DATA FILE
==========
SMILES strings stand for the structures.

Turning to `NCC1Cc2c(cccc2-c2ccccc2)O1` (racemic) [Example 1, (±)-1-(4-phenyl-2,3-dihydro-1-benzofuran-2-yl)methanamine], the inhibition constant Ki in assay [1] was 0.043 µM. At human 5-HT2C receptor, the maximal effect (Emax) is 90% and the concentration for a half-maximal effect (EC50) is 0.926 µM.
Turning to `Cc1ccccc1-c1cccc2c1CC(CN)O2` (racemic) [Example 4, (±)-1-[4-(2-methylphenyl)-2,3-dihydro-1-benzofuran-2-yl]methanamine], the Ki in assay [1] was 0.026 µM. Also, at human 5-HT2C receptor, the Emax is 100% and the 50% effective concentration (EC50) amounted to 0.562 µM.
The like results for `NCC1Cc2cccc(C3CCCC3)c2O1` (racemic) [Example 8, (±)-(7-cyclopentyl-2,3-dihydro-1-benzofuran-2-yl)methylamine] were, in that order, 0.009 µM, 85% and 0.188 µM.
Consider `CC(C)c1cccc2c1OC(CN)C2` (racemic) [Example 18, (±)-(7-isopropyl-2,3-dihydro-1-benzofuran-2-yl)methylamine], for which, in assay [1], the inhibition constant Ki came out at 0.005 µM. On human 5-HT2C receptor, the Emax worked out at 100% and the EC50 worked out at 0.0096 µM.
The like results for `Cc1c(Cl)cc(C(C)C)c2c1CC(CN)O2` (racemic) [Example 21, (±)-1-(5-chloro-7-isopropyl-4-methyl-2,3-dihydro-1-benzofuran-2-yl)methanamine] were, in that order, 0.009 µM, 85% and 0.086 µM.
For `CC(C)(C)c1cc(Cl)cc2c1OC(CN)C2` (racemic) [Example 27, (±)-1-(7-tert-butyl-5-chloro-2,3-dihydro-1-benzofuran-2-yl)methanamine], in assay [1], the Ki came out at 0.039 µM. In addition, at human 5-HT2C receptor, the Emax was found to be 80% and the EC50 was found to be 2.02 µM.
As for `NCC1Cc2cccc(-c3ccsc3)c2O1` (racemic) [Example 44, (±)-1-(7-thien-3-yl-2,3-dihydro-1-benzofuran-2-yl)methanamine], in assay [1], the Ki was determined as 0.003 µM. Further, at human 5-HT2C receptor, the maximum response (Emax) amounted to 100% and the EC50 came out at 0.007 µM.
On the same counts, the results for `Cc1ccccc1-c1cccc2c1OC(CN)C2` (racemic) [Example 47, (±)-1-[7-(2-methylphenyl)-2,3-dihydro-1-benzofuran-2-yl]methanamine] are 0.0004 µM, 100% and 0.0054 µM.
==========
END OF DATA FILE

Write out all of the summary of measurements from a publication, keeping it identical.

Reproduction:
SMILES strings stand for the structures.

Turning to `NCC1Cc2c(cccc2-c2ccccc2)O1` (racemic) [Example 1, (±)-1-(4-phenyl-2,3-dihydro-1-benzofuran-2-yl)methanamine], the inhibition constant Ki in assay [1] was 0.043 µM. At human 5-HT2C receptor, the maximal effect (Emax) is 90% and the concentration for a half-maximal effect (EC50) is 0.926 µM.
Turning to `Cc1ccccc1-c1cccc2c1CC(CN)O2` (racemic) [Example 4, (±)-1-[4-(2-methylphenyl)-2,3-dihydro-1-benzofuran-2-yl]methanamine], the Ki in assay [1] was 0.026 µM. Also, at human 5-HT2C receptor, the Emax is 100% and the 50% effective concentration (EC50) amounted to 0.562 µM.
The like results for `NCC1Cc2cccc(C3CCCC3)c2O1` (racemic) [Example 8, (±)-(7-cyclopentyl-2,3-dihydro-1-benzofuran-2-yl)methylamine] were, in that order, 0.009 µM, 85% and 0.188 µM.
Consider `CC(C)c1cccc2c1OC(CN)C2` (racemic) [Example 18, (±)-(7-isopropyl-2,3-dihydro-1-benzofuran-2-yl)methylamine], for which, in assay [1], the inhibition constant Ki came out at 0.005 µM. On human 5-HT2C receptor, the Emax worked out at 100% and the EC50 worked out at 0.0096 µM.
The like results for `Cc1c(Cl)cc(C(C)C)c2c1CC(CN)O2` (racemic) [Example 21, (±)-1-(5-chloro-7-isopropyl-4-methyl-2,3-dihydro-1-benzofuran-2-yl)methanamine] were, in that order, 0.009 µM, 85% and 0.086 µM.
For `CC(C)(C)c1cc(Cl)cc2c1OC(CN)C2` (racemic) [Example 27, (±)-1-(7-tert-butyl-5-chloro-2,3-dihydro-1-benzofuran-2-yl)methanamine], in assay [1], the Ki came out at 0.039 µM. In addition, at human 5-HT2C receptor, the Emax was found to be 80% and the EC50 was found to be 2.02 µM.
As for `NCC1Cc2cccc(-c3ccsc3)c2O1` (racemic) [Example 44, (±)-1-(7-thien-3-yl-2,3-dihydro-1-benzofuran-2-yl)methanamine], in assay [1], the Ki was determined as 0.003 µM. Further, at human 5-HT2C receptor, the maximum response (Emax) amounted to 100% and the EC50 came out at 0.007 µM.
On the same counts, the results for `Cc1ccccc1-c1cccc2c1OC(CN)C2` (racemic) [Example 47, (±)-1-[7-(2-methylphenyl)-2,3-dihydro-1-benzofuran-2-yl]methanamine] are 0.0004 µM, 100% and 0.0054 µM.